Image Image Image Image Image Image Image Image Image Image

AZ Tech Beat | November 22, 2017

Scroll to top

Top

No Comments

UA Increasing Tech Commercialization

UA Increasing Tech Commercialization
Chloe Nordquist

Since 2013, the University of Arizona has increased its commercialized tech derived from UA research through Tech Launch Arizona (TLA).

Over the past year, TLA has issued 35 patents, formed 12 startup licensee companies, and disclosed 213 inventions, up from their numbers during the previous year.

Tech Launch Arizona was created by the University of Arizona by merging tech transfer, tech parks, and the corporate/businesses relations in 2013. A fourth branch was also created — new venture development.

“Our purpose is to help companies in all phases of technology and innovation,” Bruce Wright, associate vice president for Tech Parks Arizona, said. “Tech Launch Arizona is an evolving process.”

Tech Parks AZ

Researchers who create social and economic impact with their inventions are having their technologies commercialized through TLA.

“Tech transfer is part of every major research university,” TLA director of the Office of Technology Doug Hockstad said. “Tech transfer at UA over the past decade has been underperforming, and the best way to say that is probably just there was a lack of focus on it.”

The university brought in Dave Allen as part of its decision to focus on commercialization efforts and create Tech Launch Arizona.

READ: UA named an Innovation and Economic Prosperity University

The Arizona Center for Innovation (AzCI) is one of the components of the UA Tech Park. AzCI recently announced seven new cohorts to join their 2015 programs, two of which are student-led companies from UA.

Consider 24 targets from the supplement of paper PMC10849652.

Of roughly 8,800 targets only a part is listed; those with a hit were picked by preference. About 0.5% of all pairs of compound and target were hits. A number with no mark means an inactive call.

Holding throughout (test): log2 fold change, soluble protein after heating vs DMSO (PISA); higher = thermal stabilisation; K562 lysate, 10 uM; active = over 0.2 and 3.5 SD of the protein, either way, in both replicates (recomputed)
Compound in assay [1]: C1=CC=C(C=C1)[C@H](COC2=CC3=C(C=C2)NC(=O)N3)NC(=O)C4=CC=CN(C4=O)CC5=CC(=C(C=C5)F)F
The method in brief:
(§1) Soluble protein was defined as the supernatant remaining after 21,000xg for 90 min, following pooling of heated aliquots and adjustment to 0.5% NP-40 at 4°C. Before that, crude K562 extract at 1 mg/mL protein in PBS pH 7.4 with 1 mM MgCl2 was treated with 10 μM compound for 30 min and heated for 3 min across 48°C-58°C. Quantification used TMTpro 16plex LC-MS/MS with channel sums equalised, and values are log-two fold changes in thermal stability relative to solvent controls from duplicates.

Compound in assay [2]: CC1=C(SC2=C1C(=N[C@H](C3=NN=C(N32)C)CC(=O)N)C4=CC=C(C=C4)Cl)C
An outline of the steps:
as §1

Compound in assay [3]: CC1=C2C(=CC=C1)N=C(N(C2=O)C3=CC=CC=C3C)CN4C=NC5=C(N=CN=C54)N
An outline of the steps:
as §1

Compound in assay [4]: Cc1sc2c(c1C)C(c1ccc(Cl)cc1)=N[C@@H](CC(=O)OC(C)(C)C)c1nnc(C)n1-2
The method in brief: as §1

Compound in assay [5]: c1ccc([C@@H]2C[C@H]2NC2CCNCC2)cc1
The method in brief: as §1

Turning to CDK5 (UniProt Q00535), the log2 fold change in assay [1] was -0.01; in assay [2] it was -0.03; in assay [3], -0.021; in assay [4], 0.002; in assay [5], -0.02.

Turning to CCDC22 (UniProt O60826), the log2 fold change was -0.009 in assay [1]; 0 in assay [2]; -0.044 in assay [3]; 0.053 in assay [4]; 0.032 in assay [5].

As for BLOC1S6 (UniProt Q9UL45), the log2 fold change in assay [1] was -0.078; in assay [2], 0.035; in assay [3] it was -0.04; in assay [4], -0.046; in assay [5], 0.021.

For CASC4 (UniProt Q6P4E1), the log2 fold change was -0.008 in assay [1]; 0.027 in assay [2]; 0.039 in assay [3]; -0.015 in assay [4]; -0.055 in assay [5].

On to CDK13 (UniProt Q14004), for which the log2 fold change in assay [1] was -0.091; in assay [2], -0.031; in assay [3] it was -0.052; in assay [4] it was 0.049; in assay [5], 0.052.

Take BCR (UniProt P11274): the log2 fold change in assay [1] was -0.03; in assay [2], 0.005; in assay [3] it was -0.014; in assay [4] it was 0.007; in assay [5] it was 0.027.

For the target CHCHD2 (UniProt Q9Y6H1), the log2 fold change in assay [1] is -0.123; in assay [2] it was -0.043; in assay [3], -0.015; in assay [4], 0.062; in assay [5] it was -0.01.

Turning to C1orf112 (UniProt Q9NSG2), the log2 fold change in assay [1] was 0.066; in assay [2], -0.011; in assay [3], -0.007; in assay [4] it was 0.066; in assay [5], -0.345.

One of their success stories is GlycoSurf, a speciality chemicals company founded in 2013 by three UA researchers. The company is based on patented technology developed at UA, and received development funding from Tech Launch Arizona.

“After the IP was filed, TLA helped my two co-founders with some seed funding to study the feasibility of starting a company,” CEO GlycoSurf Chett Boxley said. “From there, TLA facilitated some market research, helped with mentoring, and provided much needed funds for a proof-of-concept to try to produce the rhamnolipids in larger quantities.”

Tech Parks Arizona

AzCI and Tech Parks Arizona also has a series of programs to help entrepreneurs, including Mentored Launch, Innovative Minds, and Global Advantage. Mentored Launch gives experienced entrepreneurs the opportunity to be mentors.

“We have a whole series of programs,” Wright said. Global Advantage recruits and attracts small businesses to Tucson, and is located in the tech park which offers collaboration and joint venture.

TLA has also expanded its network of volunteer domain experts from 750 to 1,300 individuals, allowing entrepreneurs to gain expert insight for their inventions. The network is another no cost resource.

“We have a database that we call the commercialization network of about 1,300 people that have raised their hand and have said they’re interested in helping in small ways like answering questions,” Hockstad said.

TLA will release its 2015 annual report and Roadmap update with evolving programs and goals for the coming year in August.

“We laid out a roadmap two years ago on how we were gonna grow and what we were gonna do to grow and we are following that roadmap,” Hockstad said. “We’re adjusting it where we need to.”

For more coverage on university advancement, click here.

Photos courtesy of Tech Launch Arizona